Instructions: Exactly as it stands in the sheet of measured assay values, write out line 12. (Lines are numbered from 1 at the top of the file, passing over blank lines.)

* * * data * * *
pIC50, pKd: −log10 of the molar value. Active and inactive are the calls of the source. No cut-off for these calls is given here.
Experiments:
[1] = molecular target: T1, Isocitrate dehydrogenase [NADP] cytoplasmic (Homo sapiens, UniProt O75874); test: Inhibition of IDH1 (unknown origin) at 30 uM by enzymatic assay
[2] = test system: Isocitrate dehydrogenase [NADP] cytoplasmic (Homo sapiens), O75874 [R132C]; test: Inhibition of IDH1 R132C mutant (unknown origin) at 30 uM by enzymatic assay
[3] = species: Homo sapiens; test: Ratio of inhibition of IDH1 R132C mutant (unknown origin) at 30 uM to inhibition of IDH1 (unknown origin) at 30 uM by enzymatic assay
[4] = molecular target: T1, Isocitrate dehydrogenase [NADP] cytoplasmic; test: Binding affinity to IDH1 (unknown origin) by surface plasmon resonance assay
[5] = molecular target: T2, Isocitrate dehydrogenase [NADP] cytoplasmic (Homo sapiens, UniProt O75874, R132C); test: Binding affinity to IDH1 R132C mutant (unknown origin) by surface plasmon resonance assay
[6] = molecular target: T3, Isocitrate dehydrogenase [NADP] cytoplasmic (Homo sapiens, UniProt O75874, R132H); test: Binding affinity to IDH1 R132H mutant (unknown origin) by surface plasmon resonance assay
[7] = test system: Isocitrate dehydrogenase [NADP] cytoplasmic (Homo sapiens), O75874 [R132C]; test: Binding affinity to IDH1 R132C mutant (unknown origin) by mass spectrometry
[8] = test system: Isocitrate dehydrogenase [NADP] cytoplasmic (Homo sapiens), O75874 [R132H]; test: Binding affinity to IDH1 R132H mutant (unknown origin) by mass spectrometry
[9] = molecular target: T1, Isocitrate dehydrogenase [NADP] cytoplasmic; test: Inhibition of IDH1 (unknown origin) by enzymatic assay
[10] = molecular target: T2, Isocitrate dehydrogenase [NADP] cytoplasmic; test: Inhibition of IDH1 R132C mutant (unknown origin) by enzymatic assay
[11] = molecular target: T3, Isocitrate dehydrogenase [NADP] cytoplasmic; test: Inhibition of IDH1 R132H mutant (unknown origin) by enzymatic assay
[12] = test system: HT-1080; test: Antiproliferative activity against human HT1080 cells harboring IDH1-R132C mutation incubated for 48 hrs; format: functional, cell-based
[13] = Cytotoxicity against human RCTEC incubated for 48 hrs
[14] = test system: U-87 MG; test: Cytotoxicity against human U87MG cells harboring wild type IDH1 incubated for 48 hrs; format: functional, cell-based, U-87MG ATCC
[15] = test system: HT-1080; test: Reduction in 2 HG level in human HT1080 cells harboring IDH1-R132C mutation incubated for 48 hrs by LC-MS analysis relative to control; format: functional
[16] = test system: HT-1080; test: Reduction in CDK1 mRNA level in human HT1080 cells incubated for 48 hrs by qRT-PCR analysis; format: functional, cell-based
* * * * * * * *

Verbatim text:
[10] = molecular target: T2, Isocitrate dehydrogenase [NADP] cytoplasmic; test: Inhibition of IDH1 R132C mutant (unknown origin) by enzymatic assay